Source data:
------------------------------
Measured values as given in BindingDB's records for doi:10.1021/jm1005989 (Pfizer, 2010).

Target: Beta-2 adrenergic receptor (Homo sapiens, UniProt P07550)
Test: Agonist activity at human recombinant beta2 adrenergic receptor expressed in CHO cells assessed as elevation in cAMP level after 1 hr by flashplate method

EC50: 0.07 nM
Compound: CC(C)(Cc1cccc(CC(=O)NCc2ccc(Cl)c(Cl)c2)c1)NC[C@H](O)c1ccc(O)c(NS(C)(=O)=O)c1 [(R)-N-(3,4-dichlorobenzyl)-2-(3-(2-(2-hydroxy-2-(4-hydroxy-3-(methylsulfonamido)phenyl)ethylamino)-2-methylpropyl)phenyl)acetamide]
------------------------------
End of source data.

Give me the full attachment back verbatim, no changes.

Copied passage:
Measured values as given in BindingDB's records for doi:10.1021/jm1005989 (Pfizer, 2010).

Target: Beta-2 adrenergic receptor (Homo sapiens, UniProt P07550)
Test: Agonist activity at human recombinant beta2 adrenergic receptor expressed in CHO cells assessed as elevation in cAMP level after 1 hr by flashplate method

EC50: 0.07 nM
Compound: CC(C)(Cc1cccc(CC(=O)NCc2ccc(Cl)c(Cl)c2)c1)NC[C@H](O)c1ccc(O)c(NS(C)(=O)=O)c1 [(R)-N-(3,4-dichlorobenzyl)-2-(3-(2-(2-hydroxy-2-(4-hydroxy-3-(methylsulfonamido)phenyl)ethylamino)-2-methylpropyl)phenyl)acetamide]